Region Burgundy : Situated just west of the beautiful river Saone, the hills and valleys of Burgundy stand as they have stood since medieval times, and you can almost hear the cheerful chatter of vineyard workers from miles away. Indeed, France's identity in the world of wine would be incomplete without the inclusion of Burgundy and its many viticultural achievements. Every little sub-region of the area boasts a unique soil composition, which, when combined with the area's climate conditions, creates an incredibly diverse and appealing selection of fine wines.

Every new bottle is an adventure of its own, and a snapshot of its birthplace. You could spend years sampling great Burgundian wines, and you would still have a lot to learn, which is what makes the region so compelling for veterans and novice wine lovers alike. No matter what your taste in wines may be, there is a winery in Burgundy that could mesmerize your mind and make your senses scream with joy. And what better way to spend a comfy summer afternoon with your friends and family than with a classy bottle from some of the region's most reputable wineries? From the noble slopes of Cote d'Or to the flatlands near various settlements, let us help you on your journey as we explore Burgundy's most delicious and renowned wines.
Subregion Cote de Beaune
Appellation Santenay
Climat/Vineyard Le Passetemps
Cru Premier Cru


Producer Jean-Marc Vincent : Located in and around the village of Santenay, the most southerly wine commune in Cote de Beaune, the vineyards of Jean-Marc Vincent are privileged to reside upon the very edge of the famous limestone ridge which winds its way through the whole of Cote d’Or, granting the region of Burgundy, arguably, the finest terroir in the world. Jean-Marc does not take this benefit lightly as he and his wife, Anne-Marie, work the vineyards tirelessly to unlock nature’s great offerings. Jean-Marc has become a shining star of the appellation and is consistently releasing quality red and white bottlings of great potential.

The domaine was established in 1997, from inherited lands owned by Jean-Marc’s grandfather, Andre Bardollet-Bravard, who was gradually releasing hectares to the couple which had been previously rented out via metayage (money for land agreements). Since its inception Jean-Marc and Anne-Marie have worked diligently to increase the domaine’s soil quality, vine density and above all, quality of fruit. Today the 6.5-hectare domaine, planted to Pinot Noir and Chardonnay, spans the appellations of Santenay, Auxey-Duresses, Puligny Montrachet and Bourgogne.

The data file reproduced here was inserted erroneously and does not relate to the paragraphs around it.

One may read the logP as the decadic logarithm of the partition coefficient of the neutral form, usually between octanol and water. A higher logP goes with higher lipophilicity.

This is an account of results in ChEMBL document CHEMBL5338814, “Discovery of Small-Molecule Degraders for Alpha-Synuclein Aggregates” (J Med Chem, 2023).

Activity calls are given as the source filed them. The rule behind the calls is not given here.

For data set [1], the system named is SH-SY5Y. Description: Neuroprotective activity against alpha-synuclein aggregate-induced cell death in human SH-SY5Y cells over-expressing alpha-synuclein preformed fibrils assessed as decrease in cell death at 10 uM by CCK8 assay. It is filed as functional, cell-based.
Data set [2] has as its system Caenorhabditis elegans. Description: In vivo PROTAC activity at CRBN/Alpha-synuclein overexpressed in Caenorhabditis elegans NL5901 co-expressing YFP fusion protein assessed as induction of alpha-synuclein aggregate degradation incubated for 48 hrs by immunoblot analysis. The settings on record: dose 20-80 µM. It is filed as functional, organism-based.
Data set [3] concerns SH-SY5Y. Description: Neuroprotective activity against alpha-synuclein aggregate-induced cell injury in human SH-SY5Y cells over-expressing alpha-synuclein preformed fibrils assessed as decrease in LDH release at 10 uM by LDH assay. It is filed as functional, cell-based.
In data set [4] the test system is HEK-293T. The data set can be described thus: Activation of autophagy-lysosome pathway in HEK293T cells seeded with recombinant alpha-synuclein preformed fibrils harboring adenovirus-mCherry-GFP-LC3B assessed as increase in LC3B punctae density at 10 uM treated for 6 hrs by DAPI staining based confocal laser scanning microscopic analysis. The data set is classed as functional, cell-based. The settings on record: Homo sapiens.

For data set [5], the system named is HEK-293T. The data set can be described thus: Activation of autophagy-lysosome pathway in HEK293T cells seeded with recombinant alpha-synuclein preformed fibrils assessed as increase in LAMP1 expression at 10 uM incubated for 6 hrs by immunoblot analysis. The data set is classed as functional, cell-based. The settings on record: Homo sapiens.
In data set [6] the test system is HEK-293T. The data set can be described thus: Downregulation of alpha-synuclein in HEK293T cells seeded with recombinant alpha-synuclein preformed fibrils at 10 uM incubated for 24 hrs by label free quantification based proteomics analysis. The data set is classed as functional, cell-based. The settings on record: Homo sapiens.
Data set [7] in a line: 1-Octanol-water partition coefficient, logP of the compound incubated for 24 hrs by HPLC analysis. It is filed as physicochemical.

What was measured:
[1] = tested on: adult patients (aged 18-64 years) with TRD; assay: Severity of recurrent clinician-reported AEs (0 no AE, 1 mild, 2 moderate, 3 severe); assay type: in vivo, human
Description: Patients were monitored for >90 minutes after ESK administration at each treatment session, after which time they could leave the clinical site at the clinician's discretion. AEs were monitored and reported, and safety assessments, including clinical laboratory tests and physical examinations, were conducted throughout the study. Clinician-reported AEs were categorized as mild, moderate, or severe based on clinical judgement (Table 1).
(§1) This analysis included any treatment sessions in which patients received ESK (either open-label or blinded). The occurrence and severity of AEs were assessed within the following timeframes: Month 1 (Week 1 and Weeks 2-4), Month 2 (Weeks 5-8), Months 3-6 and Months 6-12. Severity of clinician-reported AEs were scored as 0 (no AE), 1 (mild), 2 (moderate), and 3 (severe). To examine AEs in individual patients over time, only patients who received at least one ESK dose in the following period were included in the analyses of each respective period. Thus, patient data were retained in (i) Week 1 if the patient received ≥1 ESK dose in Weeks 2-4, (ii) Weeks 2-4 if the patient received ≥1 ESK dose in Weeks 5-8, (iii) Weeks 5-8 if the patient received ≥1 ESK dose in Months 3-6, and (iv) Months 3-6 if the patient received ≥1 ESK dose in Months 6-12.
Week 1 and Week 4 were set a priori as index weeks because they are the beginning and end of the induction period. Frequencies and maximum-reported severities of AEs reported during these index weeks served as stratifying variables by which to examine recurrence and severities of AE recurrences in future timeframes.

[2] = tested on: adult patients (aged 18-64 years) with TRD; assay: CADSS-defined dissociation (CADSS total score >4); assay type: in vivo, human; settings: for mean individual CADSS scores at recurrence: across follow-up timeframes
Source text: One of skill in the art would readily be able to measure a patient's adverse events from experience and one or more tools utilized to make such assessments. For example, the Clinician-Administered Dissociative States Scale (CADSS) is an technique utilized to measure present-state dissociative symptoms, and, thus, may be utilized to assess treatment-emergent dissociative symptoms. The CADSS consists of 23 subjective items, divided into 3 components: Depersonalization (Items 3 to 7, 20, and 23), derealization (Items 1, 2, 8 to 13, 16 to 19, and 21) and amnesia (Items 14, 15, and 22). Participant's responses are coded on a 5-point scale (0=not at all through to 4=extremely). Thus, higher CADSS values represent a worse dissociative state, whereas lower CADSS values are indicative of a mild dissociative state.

Since 2003, the vineyards have been cultivated organically; hand-harvesting of all grapes, sorting is done in the vineyards to ensure only the best grapes make it to the cellar and the use of heavy tractors has been ceased. The soils are also carefully worked and the vines are ploughed and picked under the row. The area in between the rows are grassed with the natural flora that promotes the life of the soil and the expression of terroir. As respectful stewards, Jean-Marc and Anne-Marie prefer handwork above all else.

With very little vineyard space to employ and an incredibly high vine density of around 15,000 vines per hectare, yields are quite low allowing a maximum annual output of only around 2,000 cases. The quantity for quality trade-off; however, is greatly rewarded with incredibly concentrated berries. The wines are characterized by rich, layered fruit, intense expression of individual terroir, and solid structure. 

The Jean-Marc Vincent portfolio is highlighted by its four rouge (red) Premier Cru, Santenay Les Gravieres, Santenay Le Beaurepaire and Auxey-Duresses Bretterins. The whites are represented by the Premier Cru of Santenay Le Beaurepaire, Santenay Les Gravieres and Montagny Blanc. The domaine’s “non-cru” wines are also of high quality and include Puligny-Montrachet Corvee des Vignes, Auxey-Duresses Blanc Les Hautes, Santenay Blanc Les Potets, Santenay Rouge and Blanc, Santenay Rouge “Gravite” as well as Bourgogne level wines. Demand highly outweighs supply and with fair pricing across the board, the wines are swiftly snatched off the market.